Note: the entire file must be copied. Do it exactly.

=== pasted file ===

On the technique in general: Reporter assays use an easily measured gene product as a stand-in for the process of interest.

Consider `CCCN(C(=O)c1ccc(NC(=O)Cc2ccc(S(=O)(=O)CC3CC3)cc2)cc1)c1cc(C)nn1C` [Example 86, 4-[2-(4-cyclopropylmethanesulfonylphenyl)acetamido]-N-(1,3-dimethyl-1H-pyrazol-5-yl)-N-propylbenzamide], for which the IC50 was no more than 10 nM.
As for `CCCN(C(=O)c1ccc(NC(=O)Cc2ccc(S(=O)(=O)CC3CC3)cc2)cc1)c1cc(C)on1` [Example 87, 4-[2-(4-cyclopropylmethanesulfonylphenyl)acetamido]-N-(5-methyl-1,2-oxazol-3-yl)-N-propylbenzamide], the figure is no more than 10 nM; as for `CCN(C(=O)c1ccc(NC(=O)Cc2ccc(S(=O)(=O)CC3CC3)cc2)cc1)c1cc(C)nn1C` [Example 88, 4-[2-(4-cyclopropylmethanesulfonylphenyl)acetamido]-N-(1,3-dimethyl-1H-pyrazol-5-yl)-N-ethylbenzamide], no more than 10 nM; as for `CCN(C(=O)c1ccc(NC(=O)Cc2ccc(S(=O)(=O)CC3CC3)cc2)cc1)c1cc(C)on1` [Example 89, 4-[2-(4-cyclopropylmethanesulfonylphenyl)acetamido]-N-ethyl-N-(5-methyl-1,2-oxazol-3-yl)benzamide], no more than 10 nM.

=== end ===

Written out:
On the technique in general: Reporter assays use an easily measured gene product as a stand-in for the process of interest.

Consider `CCCN(C(=O)c1ccc(NC(=O)Cc2ccc(S(=O)(=O)CC3CC3)cc2)cc1)c1cc(C)nn1C` [Example 86, 4-[2-(4-cyclopropylmethanesulfonylphenyl)acetamido]-N-(1,3-dimethyl-1H-pyrazol-5-yl)-N-propylbenzamide], for which the IC50 was no more than 10 nM.
As for `CCCN(C(=O)c1ccc(NC(=O)Cc2ccc(S(=O)(=O)CC3CC3)cc2)cc1)c1cc(C)on1` [Example 87, 4-[2-(4-cyclopropylmethanesulfonylphenyl)acetamido]-N-(5-methyl-1,2-oxazol-3-yl)-N-propylbenzamide], the figure is no more than 10 nM; as for `CCN(C(=O)c1ccc(NC(=O)Cc2ccc(S(=O)(=O)CC3CC3)cc2)cc1)c1cc(C)nn1C` [Example 88, 4-[2-(4-cyclopropylmethanesulfonylphenyl)acetamido]-N-(1,3-dimethyl-1H-pyrazol-5-yl)-N-ethylbenzamide], no more than 10 nM; as for `CCN(C(=O)c1ccc(NC(=O)Cc2ccc(S(=O)(=O)CC3CC3)cc2)cc1)c1cc(C)on1` [Example 89, 4-[2-(4-cyclopropylmethanesulfonylphenyl)acetamido]-N-ethyl-N-(5-methyl-1,2-oxazol-3-yl)benzamide], no more than 10 nM.